The question is about this Racket program:
#lang lazy ;church numeral 0 (define zero (lambda (f) (lambda (x) x))) ;church numeral 1 (define one (lambda (f) (lambda (x) (f x)))) ;church numeral 2 (define two (lambda (f) (lambda (x) (f (f x))))) ;church numeral to int (define to-int (lambda (n) ((n (lambda (x) (+ x 1))) 0))) ;church numeral predecessor: n - 1 (define pred (lambda (n) (lambda (f) (lambda (x) (((n (lambda (g) (lambda (h) (h (g f))))) (lambda (u) x)) (lambda (u) u)))))) ;church numeral subtraction: m - n (define sub (lambda (m) (lambda (n) ((n pred) m)))) ;Y combinator (define Y (lambda(f) ((lambda(x) (f (x x))) (lambda(x) (f (x x)))))) ;Z combinator (define Z (lambda(f) ((lambda(x) (f (lambda(v) ((x x) v)))) (lambda(x) (f (lambda(v) ((x x) v))))))) ;F(x) = 2 - x (define F (lambda (x) ((sub two) x))) ;G(_)(x) = 2 - x (define G (lambda (_) (lambda (x) ((sub two) x)))) (to-int one) ;ok(1) (to-int (F one)) ;ok(1) (to-int ((Y G) one)) ;ok(1) (to-int ((Z G) one)) ;ok(1) ;(to-int (Y F)) ;err ;(to-int (Z F)) ;err
As commented, this program first defines some numerals in Church encoding, some arithmetic operators on these numerals as well as Y and Z combinators. Then it tries to find a solution to the arithmetic equation
x = 2 - x using functional programming. The way it tries to solve this problem is to define
F(x) = 2 - x (in Church encoding) then use a combinator to compute its fixed point. If the combinator is clever, it may return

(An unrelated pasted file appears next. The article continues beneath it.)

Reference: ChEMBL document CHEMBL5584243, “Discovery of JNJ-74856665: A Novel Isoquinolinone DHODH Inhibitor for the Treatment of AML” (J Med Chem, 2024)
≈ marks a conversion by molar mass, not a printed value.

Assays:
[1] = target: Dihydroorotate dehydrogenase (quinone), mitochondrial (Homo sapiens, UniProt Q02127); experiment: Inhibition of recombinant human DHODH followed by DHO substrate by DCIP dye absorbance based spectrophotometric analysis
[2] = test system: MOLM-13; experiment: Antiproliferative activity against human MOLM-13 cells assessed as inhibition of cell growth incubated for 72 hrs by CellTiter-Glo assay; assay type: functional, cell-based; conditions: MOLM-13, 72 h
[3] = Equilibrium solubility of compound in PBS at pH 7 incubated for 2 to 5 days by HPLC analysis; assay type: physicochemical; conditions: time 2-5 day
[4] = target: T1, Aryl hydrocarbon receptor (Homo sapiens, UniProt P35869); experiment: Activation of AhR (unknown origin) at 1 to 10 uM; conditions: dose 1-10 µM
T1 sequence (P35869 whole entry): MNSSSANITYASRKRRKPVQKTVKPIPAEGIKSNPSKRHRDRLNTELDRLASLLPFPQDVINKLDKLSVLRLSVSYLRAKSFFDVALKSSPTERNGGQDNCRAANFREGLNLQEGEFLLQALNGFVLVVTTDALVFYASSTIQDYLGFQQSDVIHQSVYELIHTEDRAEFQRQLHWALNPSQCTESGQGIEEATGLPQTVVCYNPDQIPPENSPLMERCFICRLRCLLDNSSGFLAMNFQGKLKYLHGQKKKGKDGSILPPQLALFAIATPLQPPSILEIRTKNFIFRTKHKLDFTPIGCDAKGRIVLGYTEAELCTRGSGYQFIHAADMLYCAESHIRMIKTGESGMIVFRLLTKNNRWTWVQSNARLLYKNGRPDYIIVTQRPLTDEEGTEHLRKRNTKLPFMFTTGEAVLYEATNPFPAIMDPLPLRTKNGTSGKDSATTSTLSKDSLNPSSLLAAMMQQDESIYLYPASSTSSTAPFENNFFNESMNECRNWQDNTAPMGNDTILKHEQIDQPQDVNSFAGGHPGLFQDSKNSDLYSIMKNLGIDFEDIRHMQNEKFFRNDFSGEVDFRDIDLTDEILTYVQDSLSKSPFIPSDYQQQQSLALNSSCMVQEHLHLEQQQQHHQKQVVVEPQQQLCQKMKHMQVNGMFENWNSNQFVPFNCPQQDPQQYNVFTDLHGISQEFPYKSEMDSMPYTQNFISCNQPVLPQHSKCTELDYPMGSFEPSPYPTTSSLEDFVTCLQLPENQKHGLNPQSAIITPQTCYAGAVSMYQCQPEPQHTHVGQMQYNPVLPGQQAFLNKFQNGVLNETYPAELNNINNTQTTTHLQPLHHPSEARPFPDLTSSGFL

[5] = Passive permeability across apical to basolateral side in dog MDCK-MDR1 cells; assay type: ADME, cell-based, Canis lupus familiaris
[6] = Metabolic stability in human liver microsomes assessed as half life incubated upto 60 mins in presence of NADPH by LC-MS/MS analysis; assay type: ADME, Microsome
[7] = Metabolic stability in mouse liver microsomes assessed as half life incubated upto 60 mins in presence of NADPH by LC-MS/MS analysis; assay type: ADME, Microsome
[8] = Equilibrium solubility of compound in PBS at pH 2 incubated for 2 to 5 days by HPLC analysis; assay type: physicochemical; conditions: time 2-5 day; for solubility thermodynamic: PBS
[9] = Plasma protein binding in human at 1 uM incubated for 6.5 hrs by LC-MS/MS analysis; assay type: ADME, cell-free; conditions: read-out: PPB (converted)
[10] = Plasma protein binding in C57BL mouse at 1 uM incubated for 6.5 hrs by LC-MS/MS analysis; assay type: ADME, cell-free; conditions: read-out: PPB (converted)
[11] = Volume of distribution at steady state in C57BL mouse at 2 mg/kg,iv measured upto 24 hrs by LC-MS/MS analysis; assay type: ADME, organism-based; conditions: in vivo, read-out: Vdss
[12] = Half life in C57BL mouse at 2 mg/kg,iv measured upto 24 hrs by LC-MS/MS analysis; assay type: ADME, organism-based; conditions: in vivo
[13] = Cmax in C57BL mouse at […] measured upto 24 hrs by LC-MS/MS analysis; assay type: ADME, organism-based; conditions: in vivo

one which is a solution. But after running this program, both Y and Z combinators enter an infinite loop (marked as
err). So this method doesn't seem to work.
My questions are:
What is a high-level description of the reason why this method fails?
Are there other fixed-point combinators that can solve this equation?
Zcombinators work with
F. So we know they work with some, but not all functions. How do we characterize the class of functions that work with these combinators?
Edit. work means the combinator terminates on the input and returns a meaningful result.
Because lambda calculus is Turing-complete, it should be able to solve such equations (our computers can). If direct application of a fixed-point combinator (to the Church encoding of the linear equations) doesn't work, what is the most intuitive way of doing so in lambda calculus?
Edit. The currently known best solution is to translate the whole linear equation algorithm into lambda calculus that results in a "fat" combinator, and it is specific to linear equations not fixed points. OTOH the most intuitive solution in my mind is a "thin" fixed-point combinator, which solves the linear equation by finding its fixed point. An example is solving
ax + b = 0by solving
F(x) = (a+1)x + b = x. The solution should be first encoding
Finto lambda calculus then
YFmagically comes to be the correct answer. Everyone knows the answer is
-b/a, so implementing this computation as a combinator in lambda calculus is a solution, but it is "fat". I am looking for a possibility of encoding the complexity in the problem not the solver. This makes the fixed-point combinator a generic tool for other problems that can be reducted to finding a fixed point.
The program above shows it's impossible when using
Yas the solver in Church encoding. But what if you can use another encoding or even develop your own? In other words, can you give another set of definitions of
subin the Racket program so that:
(define F (lambda (x) ((sub two) x))) (Y F) ;gives `one`
Your set of definitions must work with other numerals too, and you probably also need to define
mul, so you can encode not only
F(x) = 2 - xbut also
F(x) = (a+1)x + bfor any